In a 4,300 year old tomb in an ancient necropolis southwest of Cairo, Abusir, a team of Czech archaeologists have uncovered what is thought to be the oldest documented song in the world, which is a love song. The tomb of Inti, who is reported to have been a judge and a nobleman of standing, has walls decorated with images of singers and musicians playing the harp and the words of the song in hieroglyphs.
Attributed to Mentu, the wife of Inti, the song of love describes a woman’s beauty. The inscription fragment in the tomb translates and reads ‘I love and admire your beauty. I am under it.’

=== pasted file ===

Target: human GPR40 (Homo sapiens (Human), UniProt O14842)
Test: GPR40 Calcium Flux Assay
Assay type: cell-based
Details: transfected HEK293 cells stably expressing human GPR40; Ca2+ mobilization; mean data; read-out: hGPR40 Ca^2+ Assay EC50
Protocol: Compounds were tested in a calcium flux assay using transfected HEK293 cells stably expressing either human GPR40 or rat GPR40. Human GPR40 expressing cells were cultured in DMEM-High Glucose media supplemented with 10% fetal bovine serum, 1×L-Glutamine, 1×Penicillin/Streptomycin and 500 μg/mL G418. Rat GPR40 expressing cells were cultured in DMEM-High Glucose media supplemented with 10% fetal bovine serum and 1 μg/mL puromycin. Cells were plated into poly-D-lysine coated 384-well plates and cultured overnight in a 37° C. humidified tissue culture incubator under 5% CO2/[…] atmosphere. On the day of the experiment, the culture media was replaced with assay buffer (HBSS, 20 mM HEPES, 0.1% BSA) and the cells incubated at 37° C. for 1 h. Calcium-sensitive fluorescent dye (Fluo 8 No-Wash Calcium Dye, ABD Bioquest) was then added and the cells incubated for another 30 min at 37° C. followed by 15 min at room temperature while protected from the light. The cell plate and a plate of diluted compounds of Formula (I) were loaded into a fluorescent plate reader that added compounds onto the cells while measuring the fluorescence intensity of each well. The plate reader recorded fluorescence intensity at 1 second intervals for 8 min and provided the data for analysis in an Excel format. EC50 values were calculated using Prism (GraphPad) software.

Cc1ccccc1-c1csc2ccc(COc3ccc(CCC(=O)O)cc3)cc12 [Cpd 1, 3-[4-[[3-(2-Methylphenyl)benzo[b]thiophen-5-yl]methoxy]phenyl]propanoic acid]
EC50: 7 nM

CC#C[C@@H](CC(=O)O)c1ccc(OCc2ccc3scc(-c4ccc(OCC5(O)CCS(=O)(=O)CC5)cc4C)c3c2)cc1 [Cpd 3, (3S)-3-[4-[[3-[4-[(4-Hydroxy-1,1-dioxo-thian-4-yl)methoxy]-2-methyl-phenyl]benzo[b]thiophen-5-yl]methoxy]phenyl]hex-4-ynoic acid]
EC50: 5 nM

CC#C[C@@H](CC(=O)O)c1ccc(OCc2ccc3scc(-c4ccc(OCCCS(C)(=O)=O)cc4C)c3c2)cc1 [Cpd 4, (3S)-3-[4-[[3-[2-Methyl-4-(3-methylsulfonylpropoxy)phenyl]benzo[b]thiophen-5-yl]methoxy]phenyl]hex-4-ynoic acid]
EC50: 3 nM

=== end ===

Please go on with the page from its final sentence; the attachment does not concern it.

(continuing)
Music was an important part of daily life in Ancient Egypt. Songs were sung in the fields by labourers, with music playing a major part in worship, during festivals and at family gatherings.
Notes dated before 2,300 B.C, during the Roman occupation of Egypt, have been found in Abusir, giving artists instructions on how to play musical instruments.